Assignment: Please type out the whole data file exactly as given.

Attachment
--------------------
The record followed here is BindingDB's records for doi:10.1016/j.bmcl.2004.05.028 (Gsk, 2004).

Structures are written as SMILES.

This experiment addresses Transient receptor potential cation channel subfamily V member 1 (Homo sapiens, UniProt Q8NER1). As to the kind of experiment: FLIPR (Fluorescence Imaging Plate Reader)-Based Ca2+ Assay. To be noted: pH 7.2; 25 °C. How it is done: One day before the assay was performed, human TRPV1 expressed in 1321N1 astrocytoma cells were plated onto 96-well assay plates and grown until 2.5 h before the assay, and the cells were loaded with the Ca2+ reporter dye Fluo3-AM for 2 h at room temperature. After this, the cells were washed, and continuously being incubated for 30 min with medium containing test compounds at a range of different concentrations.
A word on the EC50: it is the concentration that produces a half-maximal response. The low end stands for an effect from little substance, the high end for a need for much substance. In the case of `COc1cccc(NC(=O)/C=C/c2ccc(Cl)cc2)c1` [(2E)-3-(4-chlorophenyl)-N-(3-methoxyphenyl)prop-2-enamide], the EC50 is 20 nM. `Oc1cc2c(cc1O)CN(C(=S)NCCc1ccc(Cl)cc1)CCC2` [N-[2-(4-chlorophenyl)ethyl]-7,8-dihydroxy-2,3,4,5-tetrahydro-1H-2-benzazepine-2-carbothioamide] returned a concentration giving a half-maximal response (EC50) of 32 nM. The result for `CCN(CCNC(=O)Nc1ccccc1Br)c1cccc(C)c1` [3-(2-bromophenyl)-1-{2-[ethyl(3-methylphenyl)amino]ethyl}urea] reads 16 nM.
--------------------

The record followed here is BindingDB's records for doi:10.1016/j.bmcl.2004.05.028 (Gsk, 2004).

Structures are written as SMILES.

This experiment addresses Transient receptor potential cation channel subfamily V member 1 (Homo sapiens, UniProt Q8NER1). As to the kind of experiment: FLIPR (Fluorescence Imaging Plate Reader)-Based Ca2+ Assay. To be noted: pH 7.2; 25 °C. How it is done: One day before the assay was performed, human TRPV1 expressed in 1321N1 astrocytoma cells were plated onto 96-well assay plates and grown until 2.5 h before the assay, and the cells were loaded with the Ca2+ reporter dye Fluo3-AM for 2 h at room temperature. After this, the cells were washed, and continuously being incubated for 30 min with medium containing test compounds at a range of different concentrations.
A word on the EC50: it is the concentration that produces a half-maximal response. The low end stands for an effect from little substance, the high end for a need for much substance. In the case of `COc1cccc(NC(=O)/C=C/c2ccc(Cl)cc2)c1` [(2E)-3-(4-chlorophenyl)-N-(3-methoxyphenyl)prop-2-enamide], the EC50 is 20 nM. `Oc1cc2c(cc1O)CN(C(=S)NCCc1ccc(Cl)cc1)CCC2` [N-[2-(4-chlorophenyl)ethyl]-7,8-dihydroxy-2,3,4,5-tetrahydro-1H-2-benzazepine-2-carbothioamide] returned a concentration giving a half-maximal response (EC50) of 32 nM. The result for `CCN(CCNC(=O)Nc1ccccc1Br)c1cccc(C)c1` [3-(2-bromophenyl)-1-{2-[ethyl(3-methylphenyl)amino]ethyl}urea] reads 16 nM.